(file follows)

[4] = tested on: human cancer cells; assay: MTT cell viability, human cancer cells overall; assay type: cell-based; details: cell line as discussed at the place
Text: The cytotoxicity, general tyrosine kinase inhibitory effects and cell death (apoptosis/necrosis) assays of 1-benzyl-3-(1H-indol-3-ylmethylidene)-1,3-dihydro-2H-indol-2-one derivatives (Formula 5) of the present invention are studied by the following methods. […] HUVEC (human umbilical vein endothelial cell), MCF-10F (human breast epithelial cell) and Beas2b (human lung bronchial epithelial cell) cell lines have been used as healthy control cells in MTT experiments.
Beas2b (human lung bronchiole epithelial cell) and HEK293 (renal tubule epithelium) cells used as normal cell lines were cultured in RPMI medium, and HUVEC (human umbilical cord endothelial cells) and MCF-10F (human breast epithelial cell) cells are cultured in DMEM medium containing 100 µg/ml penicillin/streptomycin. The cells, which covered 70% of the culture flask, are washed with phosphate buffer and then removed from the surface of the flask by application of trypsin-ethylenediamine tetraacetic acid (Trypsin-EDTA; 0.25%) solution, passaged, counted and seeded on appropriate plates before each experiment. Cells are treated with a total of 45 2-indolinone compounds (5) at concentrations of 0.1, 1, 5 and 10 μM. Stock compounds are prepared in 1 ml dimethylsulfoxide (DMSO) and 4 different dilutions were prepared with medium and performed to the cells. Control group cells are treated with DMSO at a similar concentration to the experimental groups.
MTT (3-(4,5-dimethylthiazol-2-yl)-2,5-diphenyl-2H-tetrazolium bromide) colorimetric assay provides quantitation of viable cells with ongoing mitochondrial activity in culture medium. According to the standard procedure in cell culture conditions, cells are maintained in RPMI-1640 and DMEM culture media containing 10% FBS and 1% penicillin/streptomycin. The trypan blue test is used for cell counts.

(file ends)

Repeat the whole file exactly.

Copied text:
[4] = tested on: human cancer cells; assay: MTT cell viability, human cancer cells overall; assay type: cell-based; details: cell line as discussed at the place
Text: The cytotoxicity, general tyrosine kinase inhibitory effects and cell death (apoptosis/necrosis) assays of 1-benzyl-3-(1H-indol-3-ylmethylidene)-1,3-dihydro-2H-indol-2-one derivatives (Formula 5) of the present invention are studied by the following methods. […] HUVEC (human umbilical vein endothelial cell), MCF-10F (human breast epithelial cell) and Beas2b (human lung bronchial epithelial cell) cell lines have been used as healthy control cells in MTT experiments.
Beas2b (human lung bronchiole epithelial cell) and HEK293 (renal tubule epithelium) cells used as normal cell lines were cultured in RPMI medium, and HUVEC (human umbilical cord endothelial cells) and MCF-10F (human breast epithelial cell) cells are cultured in DMEM medium containing 100 µg/ml penicillin/streptomycin. The cells, which covered 70% of the culture flask, are washed with phosphate buffer and then removed from the surface of the flask by application of trypsin-ethylenediamine tetraacetic acid (Trypsin-EDTA; 0.25%) solution, passaged, counted and seeded on appropriate plates before each experiment. Cells are treated with a total of 45 2-indolinone compounds (5) at concentrations of 0.1, 1, 5 and 10 μM. Stock compounds are prepared in 1 ml dimethylsulfoxide (DMSO) and 4 different dilutions were prepared with medium and performed to the cells. Control group cells are treated with DMSO at a similar concentration to the experimental groups.
MTT (3-(4,5-dimethylthiazol-2-yl)-2,5-diphenyl-2H-tetrazolium bromide) colorimetric assay provides quantitation of viable cells with ongoing mitochondrial activity in culture medium. According to the standard procedure in cell culture conditions, cells are maintained in RPMI-1640 and DMEM culture media containing 10% FBS and 1% penicillin/streptomycin. The trypan blue test is used for cell counts.